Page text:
Eyes around the world were focused on the Sistine Chapel in Vatican City on March 13, as white smoke billowed from the chapel’s chimney, indicating that the College of Cardinals had selected a new pope.
Many of those eyes were right here in East Meadow. The Herald surveyed the reaction of the local community, and learned that the choice of Cardinal Jorge Mario Bergoglio of Argentina, now known as Pope Francis, came as a surprise.
The Rev. Ralph Sommer, of St. Brigid’s Roman Catholic Church in Westbury, admitted that he was unfamiliar with the new pontiff, but said he grew increasingly fascinated as he learned his life story. “So far, I’m touched by some of his humble gestures,” Sommer said this week.
He said he was particularly impressed, when, before delivering the traditional pope’s blessing to Rome, Francis bowed before the massive crowd in St. Peter’s Square, asking them to bless him. “That is a very humble and a very open act,” Sommer said. “He really wants to engage in the community. And that’s really what a church is, isn’t it? A family community.”
Joann Heaney-Hunter, a pastoral associate at St. Raphael’s Roman Catholic Church in East Meadow, has taught theology at St. John’s University for 26 years. She said she was in a faculty meeting with her colleagues when she first heard the news. “Somebody said ‘White smoke,’ and we all just stopped,” she recounted.
The Mineola native said that Bergoglio was a top candidate for the papacy in 2005, but was not the subject of much attention this year because of his age. But Heaney-Hunter said she is pleased with the selection. “My immediate thought was that he was an absolutely beautiful, humble man who had the spirit of God in him,” she said. “I believed that he stood there in humility, and he asked the people of the crowd to pray for him before he blessed them.”
Pope Benedict XVI’s stunning resignation last month drew mixed reviews from Catholics, according to Heaney-Hunter. “There are some people who believe that the pope should stay as pope until he dies,” she said. “But many more believe that what Pope Benedict did took an enormous amount of courage and humility.”
Another hot topic of conversation after the news broke, Heaney-Hunter said, was exactly which Francis the new pope, a member of the Jesuit order, had in mind when he chose his papal name — Saint Francis of Assisi or Francis Xavier, who was a Jesuit missionary.
Heaney-Hunter said that Francis of Assisi was the appropriate choice, because “when he was in prayer, he heard God saying, ‘Rebuild my church.’ He was somebody that was charged with the task of building up God’s people.”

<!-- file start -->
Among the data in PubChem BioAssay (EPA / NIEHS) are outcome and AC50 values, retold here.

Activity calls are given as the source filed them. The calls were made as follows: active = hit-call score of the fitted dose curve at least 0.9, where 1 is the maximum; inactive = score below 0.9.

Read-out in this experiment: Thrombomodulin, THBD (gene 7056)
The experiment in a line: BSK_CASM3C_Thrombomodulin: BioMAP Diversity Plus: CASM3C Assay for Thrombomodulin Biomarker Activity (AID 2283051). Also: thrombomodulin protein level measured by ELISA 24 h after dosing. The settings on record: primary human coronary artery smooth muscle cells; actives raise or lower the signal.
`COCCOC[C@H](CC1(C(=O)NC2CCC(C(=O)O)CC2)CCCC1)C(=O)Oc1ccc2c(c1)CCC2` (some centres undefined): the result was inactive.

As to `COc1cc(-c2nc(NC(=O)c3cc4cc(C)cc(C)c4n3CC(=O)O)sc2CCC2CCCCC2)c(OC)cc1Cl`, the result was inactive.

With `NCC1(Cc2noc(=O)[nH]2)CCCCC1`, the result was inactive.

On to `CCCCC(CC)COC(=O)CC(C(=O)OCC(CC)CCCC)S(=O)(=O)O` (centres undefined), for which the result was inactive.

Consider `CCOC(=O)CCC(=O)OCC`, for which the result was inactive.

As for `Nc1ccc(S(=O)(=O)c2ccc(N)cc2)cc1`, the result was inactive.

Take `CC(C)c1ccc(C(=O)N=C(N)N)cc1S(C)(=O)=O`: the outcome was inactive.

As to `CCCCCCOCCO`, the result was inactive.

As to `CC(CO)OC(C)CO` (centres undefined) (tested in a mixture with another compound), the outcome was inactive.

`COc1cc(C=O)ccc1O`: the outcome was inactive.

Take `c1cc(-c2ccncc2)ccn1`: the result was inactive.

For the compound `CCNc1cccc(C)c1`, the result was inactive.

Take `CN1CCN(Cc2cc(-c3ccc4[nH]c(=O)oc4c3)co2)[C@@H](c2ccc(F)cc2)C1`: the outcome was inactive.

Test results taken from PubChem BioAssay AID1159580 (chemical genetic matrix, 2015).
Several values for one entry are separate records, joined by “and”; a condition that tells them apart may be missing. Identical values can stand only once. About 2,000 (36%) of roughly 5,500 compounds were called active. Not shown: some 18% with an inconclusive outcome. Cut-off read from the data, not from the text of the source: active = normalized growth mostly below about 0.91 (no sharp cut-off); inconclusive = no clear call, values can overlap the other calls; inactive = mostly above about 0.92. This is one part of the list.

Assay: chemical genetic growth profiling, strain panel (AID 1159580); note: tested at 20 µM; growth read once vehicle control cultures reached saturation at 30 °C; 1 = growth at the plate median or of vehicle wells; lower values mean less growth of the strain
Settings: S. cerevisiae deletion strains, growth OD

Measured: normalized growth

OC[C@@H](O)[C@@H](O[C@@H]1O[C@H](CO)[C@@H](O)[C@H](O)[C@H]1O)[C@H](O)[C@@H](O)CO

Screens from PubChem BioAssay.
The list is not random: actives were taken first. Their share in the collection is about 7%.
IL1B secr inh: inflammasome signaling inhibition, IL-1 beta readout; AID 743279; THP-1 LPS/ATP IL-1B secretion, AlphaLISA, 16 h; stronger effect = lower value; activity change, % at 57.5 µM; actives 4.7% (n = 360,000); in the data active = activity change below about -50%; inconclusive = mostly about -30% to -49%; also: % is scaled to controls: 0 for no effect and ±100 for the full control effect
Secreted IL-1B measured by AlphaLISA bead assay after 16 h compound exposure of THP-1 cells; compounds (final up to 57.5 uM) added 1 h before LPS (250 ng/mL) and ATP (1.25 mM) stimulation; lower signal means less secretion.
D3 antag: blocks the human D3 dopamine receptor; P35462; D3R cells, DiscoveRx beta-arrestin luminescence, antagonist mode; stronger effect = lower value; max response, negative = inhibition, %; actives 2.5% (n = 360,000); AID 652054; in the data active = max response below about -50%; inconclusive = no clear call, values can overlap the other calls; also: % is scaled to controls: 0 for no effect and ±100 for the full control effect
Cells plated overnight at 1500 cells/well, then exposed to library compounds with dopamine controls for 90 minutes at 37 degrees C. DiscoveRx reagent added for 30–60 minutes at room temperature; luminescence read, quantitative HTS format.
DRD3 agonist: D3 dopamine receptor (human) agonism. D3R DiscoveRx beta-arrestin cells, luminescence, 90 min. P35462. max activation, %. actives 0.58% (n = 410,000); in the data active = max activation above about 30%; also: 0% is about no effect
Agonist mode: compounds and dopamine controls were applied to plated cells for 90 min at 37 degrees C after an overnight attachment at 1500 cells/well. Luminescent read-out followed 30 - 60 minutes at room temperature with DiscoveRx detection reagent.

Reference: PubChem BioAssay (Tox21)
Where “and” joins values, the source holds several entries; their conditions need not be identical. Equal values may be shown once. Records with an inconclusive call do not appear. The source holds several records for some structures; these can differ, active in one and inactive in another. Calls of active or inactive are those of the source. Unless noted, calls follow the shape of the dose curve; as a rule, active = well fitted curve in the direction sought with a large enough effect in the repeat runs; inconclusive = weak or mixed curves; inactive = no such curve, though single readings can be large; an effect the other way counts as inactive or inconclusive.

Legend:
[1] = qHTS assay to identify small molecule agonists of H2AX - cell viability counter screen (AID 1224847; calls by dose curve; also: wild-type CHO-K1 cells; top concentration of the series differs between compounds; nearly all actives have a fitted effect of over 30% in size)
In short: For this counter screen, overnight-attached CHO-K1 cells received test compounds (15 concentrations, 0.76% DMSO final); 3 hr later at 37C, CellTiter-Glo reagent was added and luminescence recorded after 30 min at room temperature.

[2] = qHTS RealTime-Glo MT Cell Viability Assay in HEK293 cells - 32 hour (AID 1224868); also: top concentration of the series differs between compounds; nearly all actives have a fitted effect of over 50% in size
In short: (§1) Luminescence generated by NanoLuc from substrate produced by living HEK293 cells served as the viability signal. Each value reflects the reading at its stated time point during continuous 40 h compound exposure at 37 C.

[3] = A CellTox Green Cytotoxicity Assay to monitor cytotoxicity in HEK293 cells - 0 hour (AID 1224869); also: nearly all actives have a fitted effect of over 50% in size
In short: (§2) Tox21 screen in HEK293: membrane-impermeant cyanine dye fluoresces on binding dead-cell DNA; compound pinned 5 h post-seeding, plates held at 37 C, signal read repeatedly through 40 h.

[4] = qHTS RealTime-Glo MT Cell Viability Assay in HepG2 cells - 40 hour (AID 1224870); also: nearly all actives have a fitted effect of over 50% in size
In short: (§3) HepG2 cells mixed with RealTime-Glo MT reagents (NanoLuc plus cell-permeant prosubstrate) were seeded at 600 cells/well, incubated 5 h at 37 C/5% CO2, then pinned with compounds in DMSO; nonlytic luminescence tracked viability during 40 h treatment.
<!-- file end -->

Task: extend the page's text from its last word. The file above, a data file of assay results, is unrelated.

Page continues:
Sommer also said that parishioners were pleased with the new name and the reasons the new pope chose it. “That struck a lot of us that he may have picked that name because the church does need some rebuilding,” Sommer said. “And that’s very encouraging.”
Heaney-Hunter acknowledged that the Catholic Church’s problems have discouraged many of the faithful in recent years. “I think all we have to do is read the newspapers, and what you will see is that the polls, the statistics, are showing that fewer Catholics are participating in the Church,” she said. “But what we hope to do in this diocese, and dioceses all over the U.S., is invite people to be a part of all the good things that are happening in the Catholic Church.”
Other local residents expressed their optimism in Pope Francis. “Hopefully, with all the scandals and less people joining the Church, it can bring more unity as opposed to the many independent movements breaking away from the Catholic Church,” said Timmy Brennan, an East Meadow resident and a St. Raphael’s parishioner.
Carol Gyss Gravely, who has taught religious education at St. Raphael’s for 11 years, said, “Pope Francis is very humble in the means of which he has led his life as the archbishop. He resided in a small apartment, cooked his own meals and used public transportation. He has a devout nature to assist the poor.”
East Meadow resident Elena Sanchez emailed the Herald from Italy just hours after the new pope was chosen. “I am currently on vacation in Italy and was thrilled to be here at the very moment of the announcement,” wrote Sanchez, who has worked at the Diocese of Rockville Centre for 10 years and as a self-described “faith formation educator” for 35 years. “As a Latino, he represents the largest growing population in Catholicism and can speak to the diversity the Church … is experiencing.”